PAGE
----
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MJOct'022002 ASQ Fall Tech ConferencePage 27 Application of SPC/EPC techniques to a hybrid industry Current process is experiencing lot of output variation (powder weight) Process disturbance is humidity and it corresponds to an EWMA series w/ = 0.4 Manipulated variable is amplitude of vibration of the feeder bowl Integral control is used in SPC/EPC x t = -( /3) (Y t – 1) Application of SPC/EPC resulted in significant process improvement Constrained schemes were applied to avoid excessive adjustment Powder loading process of airbag initiator

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MJOct'022002 ASQ Fall Tech ConferencePage 28 Application of SPC/EPC techniques to a hybrid industry Significant process improvement resulted due to the SPC/EPC scheme Shewhart control chart before SPC/EPCShewhart control chart under SPC/EPC

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MJOct'022002 ASQ Fall Tech ConferencePage 29 Application of SPC/EPC techniques to a hybrid industry SPC/EPC schemes outperform either the SPC or the EPC schemes Constrained adjustment scheme significantly reduces the adjustment variability at the cost of a moderate increase in output variance Performance of the proposed adjustment scheme is comparable to the constrained adjustment scheme

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MJOct'022002 ASQ Fall Tech ConferencePage 30 Application of SPC/EPC techniques to a hybrid industry Monitoring the powder weight disturbance using control charts (SPC) and adjusting the bowl amplitude based on integral control (EPC) resulted in an effective SPC/EPC integration

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MJOct'022002 ASQ Fall Tech ConferencePage 31 Integrated process control in the semiconductor industry APC has been identified in the ITRS roadmap as one of key challenges Integration of the control elements (sensors, actuators, controllers) is critical Industry consortium is working on integration standards Benefits of an integrated SPC/EPC to semiconductor industry: –Improved cycle time –Cost savings due to reduced non- product wafers –Reduced operator induced errors –Improved process/product variability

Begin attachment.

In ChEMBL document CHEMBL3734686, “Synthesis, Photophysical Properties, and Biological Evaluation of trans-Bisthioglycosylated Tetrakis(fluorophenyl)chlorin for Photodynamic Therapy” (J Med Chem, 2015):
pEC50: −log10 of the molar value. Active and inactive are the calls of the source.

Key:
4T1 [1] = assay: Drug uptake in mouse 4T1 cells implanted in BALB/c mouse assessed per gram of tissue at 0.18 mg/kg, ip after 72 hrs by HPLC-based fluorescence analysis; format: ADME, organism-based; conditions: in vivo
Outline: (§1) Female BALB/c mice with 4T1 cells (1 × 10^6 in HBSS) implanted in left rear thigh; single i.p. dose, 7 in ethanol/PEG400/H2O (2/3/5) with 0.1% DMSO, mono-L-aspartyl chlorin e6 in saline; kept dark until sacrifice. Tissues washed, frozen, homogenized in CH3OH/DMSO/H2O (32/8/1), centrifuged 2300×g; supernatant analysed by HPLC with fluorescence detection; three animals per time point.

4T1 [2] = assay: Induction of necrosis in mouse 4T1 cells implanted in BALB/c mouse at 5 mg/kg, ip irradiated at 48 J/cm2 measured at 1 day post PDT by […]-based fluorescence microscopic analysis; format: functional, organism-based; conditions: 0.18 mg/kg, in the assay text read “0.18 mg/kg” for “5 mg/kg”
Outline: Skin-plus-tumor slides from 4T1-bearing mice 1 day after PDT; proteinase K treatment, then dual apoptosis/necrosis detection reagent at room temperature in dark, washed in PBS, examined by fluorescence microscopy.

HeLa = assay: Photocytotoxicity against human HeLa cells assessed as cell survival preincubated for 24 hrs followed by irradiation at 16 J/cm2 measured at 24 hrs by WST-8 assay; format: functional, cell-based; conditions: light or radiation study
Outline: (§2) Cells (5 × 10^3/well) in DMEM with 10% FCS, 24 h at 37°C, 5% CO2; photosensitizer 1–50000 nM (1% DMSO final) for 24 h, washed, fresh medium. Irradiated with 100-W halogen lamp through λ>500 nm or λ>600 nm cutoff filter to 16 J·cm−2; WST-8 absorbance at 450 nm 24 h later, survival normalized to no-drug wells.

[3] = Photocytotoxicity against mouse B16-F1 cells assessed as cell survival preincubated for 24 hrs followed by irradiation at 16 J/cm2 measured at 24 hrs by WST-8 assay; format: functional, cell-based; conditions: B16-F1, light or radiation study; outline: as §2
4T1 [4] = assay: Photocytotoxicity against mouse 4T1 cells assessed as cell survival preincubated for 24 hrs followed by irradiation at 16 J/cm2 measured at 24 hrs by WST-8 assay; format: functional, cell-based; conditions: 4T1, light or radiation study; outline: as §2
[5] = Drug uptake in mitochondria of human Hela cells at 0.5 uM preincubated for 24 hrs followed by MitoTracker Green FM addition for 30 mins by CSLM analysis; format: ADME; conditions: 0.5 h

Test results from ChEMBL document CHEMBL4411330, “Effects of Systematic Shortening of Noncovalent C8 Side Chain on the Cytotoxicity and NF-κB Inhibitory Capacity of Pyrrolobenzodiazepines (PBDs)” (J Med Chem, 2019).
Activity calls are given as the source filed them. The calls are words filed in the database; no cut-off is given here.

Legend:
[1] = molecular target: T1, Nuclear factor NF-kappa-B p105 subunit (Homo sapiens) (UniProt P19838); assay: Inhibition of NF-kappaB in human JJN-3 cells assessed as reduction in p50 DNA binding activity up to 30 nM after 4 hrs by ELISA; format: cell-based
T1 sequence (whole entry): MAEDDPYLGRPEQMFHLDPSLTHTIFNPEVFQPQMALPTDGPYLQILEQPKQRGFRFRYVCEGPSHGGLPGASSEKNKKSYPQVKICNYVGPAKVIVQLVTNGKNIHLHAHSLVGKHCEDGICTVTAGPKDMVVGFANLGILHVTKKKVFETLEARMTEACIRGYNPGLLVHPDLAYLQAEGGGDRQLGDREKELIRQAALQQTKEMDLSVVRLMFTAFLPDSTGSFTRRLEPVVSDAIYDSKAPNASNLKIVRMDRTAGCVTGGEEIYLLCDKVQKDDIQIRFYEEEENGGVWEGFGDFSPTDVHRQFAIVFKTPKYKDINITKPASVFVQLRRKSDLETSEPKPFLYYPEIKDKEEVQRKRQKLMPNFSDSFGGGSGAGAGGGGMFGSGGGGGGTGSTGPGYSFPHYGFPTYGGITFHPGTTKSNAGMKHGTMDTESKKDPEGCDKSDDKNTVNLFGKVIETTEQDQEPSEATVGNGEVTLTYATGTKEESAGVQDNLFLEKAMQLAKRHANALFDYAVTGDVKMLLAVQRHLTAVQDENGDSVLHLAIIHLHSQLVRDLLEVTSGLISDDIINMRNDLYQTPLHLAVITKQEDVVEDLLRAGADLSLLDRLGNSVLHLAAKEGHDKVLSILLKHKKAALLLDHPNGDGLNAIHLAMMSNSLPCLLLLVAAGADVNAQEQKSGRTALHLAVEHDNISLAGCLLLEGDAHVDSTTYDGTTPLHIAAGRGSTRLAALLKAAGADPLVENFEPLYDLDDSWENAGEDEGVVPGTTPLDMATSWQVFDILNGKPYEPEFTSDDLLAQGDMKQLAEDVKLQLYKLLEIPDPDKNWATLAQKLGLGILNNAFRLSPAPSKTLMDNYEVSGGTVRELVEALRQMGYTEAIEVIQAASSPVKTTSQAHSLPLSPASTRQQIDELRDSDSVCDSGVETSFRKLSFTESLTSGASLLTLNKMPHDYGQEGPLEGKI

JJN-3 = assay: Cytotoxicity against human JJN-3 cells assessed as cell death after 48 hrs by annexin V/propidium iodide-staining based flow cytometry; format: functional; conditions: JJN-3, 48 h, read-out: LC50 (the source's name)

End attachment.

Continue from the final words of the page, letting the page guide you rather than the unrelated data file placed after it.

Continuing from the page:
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MJOct'022002 ASQ Fall Tech ConferencePage 32 Summary No system left alone would be in a state of perfect statistical control and hence both the drift and shift in the process mean are a reality Integrated SPC/EPC system is superior to either the SPC or the EPC schemes Constrained schemes significantly reduce the adjustment variance at the expense of a slight increase in output deviation variance The proposed simple constrained adjustment scheme is comparable in performance to the complicated constrained adjustment schemes in use today An integrated SPC/EPC methodology is very relevant to the semiconductor industry An integrated SPC/EPC process results in improvement in cycle time and throughput, reduction in non-product wafer use, improvement in operator productivity and an overall reduction in process variability Much more work/research is required in the SPC/EPC area

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MJOct'022002 ASQ Fall Tech ConferencePage 33 Relevant research work Following is the list of relevant research work –Box, G. E. P. and Luceno, A (1997). Statistical Control by Monitoring and Feedback Adjustment. John Wiley & Sons, New York, NY –Box, G. E. P. and Luceno, A (1997). “Discrete Proportional-Integral Adjustment and Statistical Process Control”. Journal of Quality Technology 29 (3), pp 248-260 –Janakiram, M. and Keats, J. B. (1998). “Combining SPC and EPC in a Hybrid Industry”. Journal of Quality Technology 30 (3), pp 189-200 –Lu, C. W., and Reynolds, M. R., Jr. (1999a). “EWMA Control Charts for Monitoring the Mean of Autocorrelated Processes”. Journal of Quality Technology 31 (2), pp 166-188 –Lucas, J. M. and Saccucci, M. S. (1990). “Exponentially Weighted Moving Average Control Schemes: Properties and Enhancements”. Technometrics 32, pp 1-12 –MacGregor, J. F. (1990). “A different view of Funnel Experiment”. Journal of Quality Technology 22, pp 255-259 –Montgomery, D. C.; Keats, J. B.; Runger, G. C.; and Messina, W. S. (1994). “Integrating Statistical Process Control and Engineering Process Control”. Journal of Quality Technology 26, pp 79-87 –Montgomery, D. C. (1996). Introduction to Statistical Quality Control, 3 rd ed. John Wiley & Sons, New York, NY